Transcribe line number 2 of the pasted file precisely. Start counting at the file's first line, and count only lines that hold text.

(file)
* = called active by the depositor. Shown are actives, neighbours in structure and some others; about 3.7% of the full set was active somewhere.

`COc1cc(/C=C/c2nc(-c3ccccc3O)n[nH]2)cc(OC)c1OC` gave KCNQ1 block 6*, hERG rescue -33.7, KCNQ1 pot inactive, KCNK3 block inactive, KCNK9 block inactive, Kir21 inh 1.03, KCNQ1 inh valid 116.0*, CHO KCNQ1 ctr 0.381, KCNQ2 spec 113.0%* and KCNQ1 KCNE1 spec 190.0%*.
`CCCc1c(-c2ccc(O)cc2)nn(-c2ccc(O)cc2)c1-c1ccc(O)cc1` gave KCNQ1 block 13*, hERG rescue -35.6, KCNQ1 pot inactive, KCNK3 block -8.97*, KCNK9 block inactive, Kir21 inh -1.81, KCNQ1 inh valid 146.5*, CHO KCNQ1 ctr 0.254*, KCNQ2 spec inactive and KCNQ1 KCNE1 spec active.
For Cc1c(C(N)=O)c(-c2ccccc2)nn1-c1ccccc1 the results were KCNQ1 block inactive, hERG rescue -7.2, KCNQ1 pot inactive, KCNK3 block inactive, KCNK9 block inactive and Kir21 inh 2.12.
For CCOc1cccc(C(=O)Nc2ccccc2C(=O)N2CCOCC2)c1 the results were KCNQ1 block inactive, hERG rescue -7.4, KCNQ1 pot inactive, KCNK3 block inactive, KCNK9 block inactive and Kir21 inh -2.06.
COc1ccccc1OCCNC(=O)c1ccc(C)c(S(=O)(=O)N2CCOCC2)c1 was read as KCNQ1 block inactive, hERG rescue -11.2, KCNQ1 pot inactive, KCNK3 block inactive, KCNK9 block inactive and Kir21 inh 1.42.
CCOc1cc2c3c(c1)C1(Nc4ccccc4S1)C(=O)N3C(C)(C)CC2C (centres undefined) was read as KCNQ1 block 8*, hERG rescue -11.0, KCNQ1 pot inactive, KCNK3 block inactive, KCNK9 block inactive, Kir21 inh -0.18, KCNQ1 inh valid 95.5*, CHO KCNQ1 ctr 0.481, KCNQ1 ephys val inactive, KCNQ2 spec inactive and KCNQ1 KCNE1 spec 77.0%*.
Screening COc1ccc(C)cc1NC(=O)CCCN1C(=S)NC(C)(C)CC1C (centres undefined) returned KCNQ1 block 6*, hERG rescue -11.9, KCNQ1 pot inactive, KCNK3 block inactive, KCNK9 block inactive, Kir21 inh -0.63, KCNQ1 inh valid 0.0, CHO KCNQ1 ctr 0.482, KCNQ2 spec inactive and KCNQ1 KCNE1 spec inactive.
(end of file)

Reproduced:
`COc1cc(/C=C/c2nc(-c3ccccc3O)n[nH]2)cc(OC)c1OC` gave KCNQ1 block 6*, hERG rescue -33.7, KCNQ1 pot inactive, KCNK3 block inactive, KCNK9 block inactive, Kir21 inh 1.03, KCNQ1 inh valid 116.0*, CHO KCNQ1 ctr 0.381, KCNQ2 spec 113.0%* and KCNQ1 KCNE1 spec 190.0%*.